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In plan to connect the nation to broadband, FCC will be faced with high hurdles

Here's our story on the national broadband plan for the paper today. At the end, I've listed the stand-out proposals:

By Cecilia Kang

The Federal Communications Commission announced on Monday its long-awaited plan to bring broadband Internet connections to every home and business in the United States, part of an ambitious, multibillion-dollar attempt to create a new digital infrastructure for the nation's economy.

The national broadband plan outlines dozens of policy recommendations aimed at raising the portion of people with high-speed Internet connections to 90 percent, from the current 65 percent, over the next decade and significantly increasing the connection speeds of homes with such service.

Mandated by last year's stimulus legislation, the plan will be presented to Congress on Tuesday and is widely expected to set the FCC's agenda for years to come. It would move the FCC squarely into the age of the Internet, creating a federal mandate for installing thousands of miles of new, fiber-optic cable and erecting many cellphone towers.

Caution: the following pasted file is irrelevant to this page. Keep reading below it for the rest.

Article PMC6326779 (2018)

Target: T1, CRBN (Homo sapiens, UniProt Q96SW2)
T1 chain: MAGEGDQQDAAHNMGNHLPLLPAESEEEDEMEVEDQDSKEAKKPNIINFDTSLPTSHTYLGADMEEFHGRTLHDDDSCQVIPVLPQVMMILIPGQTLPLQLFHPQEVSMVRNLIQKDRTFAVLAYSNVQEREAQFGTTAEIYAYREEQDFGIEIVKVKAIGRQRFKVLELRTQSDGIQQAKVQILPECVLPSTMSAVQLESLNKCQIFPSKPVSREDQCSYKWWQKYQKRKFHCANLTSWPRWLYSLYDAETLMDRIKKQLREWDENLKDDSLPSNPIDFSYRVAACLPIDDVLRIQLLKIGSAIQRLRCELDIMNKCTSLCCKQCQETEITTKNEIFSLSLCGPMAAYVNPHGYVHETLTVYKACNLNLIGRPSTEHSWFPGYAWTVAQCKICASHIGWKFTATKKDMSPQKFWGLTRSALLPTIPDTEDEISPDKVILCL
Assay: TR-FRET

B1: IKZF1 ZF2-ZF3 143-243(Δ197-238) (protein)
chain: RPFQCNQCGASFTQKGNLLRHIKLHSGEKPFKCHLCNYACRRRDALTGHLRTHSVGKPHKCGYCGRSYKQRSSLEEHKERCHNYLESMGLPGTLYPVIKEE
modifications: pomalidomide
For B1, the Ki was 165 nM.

Many of the FCC's proposals are short on details, and lawmakers and the agency can accept or reject any number of the ideas.

"The real test begins now, and the final grade will depend on the commission's execution of future proceedings that will be required to transform the national broadband plan into reality," said Andrew Schwartzman, president of Media Access Project, a public interest group.

Keep reading here for full story.

Here are some of the proposals as outlined:

- Convert 500 megahertz of spectrum for mobile broadband, 300 megahertz to be used in next five years.

- Of that spectrum, 120 megahertz should come voluntarily from broadcast television band.

- Reform the $8 billion Universal Service Fund to be reallocated for broadband services.

- Expedite proposals on wireless data roaming, allowing customers of regional cellphone carriers to use data networks of national operators.

- A comprehensive review of wholesale competition regulations, including competitive access to local fiber facilities.

- Build and operate an interoperable public safety wireless network, using $12 billion to $18 billion from Congress.

- Bring competition to television set top boxes, which have been largely controlled by cable and satellite service providers. The set top boxes can be a way for television viewers to also access the Internet on their TV sets.

- Collect and analyze data on prices and speeds of broadband offered in different markets -- information that hasn't been collected in small geographies.

By Cecilia Kang  |  March 16, 2010; 7:00 AM ET
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